WealthManagement Magazine

What 3012 Hath Wrought

When the NASD released follow-up guidance on Conduct Rule 3012 in April, it aimed to clarify how member firms must supervise the personal business of producing branch managers. Unfortunately many firms particularly independents remain confused about the rule's requirements. Perhaps more important are their concerns about the long-term chilling effect the rule could have on the branch manager employment

When the NASD released follow-up guidance on Conduct Rule 3012 in April, it aimed to clarify how member firms must supervise the personal business of producing branch managers. Unfortunately many firms — particularly independents — remain confused about the rule's requirements.

Perhaps more important are their concerns about the long-term chilling effect the rule could have on the branch manager employment pool.

“3012 makes it clear that the regulators don't like the idea of a producing manager,” says Bill Singer, partner at the New York-based securities law firm Gusrae, Kaplan & Bruno. As a result, he says, firms are likely to discourage managers from producing — a development that could cause a talent runoff. (Singer is a Registered Rep. columnist.)

For independent firms the matter is most pressing, because without the business generated by branch managers, many of their smaller offices would have to close, says Terry Lister, general counsel for the Financial Services Institute (FSI), an Atlanta-based association for indie broker/dealers. Lister has other concerns with the rule, which took effect January 2005: It is “extremely complex,” he says, leaving FSI members “perplexed.”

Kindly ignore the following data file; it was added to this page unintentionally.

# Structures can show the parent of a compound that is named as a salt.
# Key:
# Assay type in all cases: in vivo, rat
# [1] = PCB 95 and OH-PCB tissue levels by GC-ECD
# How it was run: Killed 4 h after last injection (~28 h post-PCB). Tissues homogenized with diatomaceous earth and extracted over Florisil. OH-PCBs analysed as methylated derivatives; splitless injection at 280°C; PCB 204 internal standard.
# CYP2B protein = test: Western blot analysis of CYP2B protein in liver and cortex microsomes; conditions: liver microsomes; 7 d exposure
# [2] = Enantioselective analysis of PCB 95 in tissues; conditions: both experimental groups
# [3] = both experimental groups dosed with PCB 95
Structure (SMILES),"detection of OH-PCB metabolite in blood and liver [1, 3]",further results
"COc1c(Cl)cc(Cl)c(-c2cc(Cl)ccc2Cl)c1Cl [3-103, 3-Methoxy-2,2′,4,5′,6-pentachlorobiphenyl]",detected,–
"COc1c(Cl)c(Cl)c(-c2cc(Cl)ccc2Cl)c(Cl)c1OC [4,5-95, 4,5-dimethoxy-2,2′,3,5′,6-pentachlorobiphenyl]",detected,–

Rule 3012 has its origins in the bad behavior of a producing BOM named Frank Gruttadauria, who, along with two partners, stole over $40 million from 50 clients of a Lehman Brothers branch in Cleveland. Rule 3012 requires that producing branch managers receive supervision from an “independent” employee of the firm. But Lister says determining “who is independent enough from a producing manager to supervise him” is not simple. Firms often have complex compensation arrangements for producing managers in which “everybody gets overrides on everybody.” This makes it very hard to determine when a firm is running afoul of the rule.

The NASD guidance notes — one in Oct. 2004 and another in April 2005 — have helped a little, as have call-in meetings. But there is still evidence of confusion. Lister said a recent NASD conference call drew more than 1,000 listeners.

“I applaud the NASD for their guidance and call-ins,” Lister says. But if it really wants to clarify 3012, the NASD should remain open to talking about it for a while longer.

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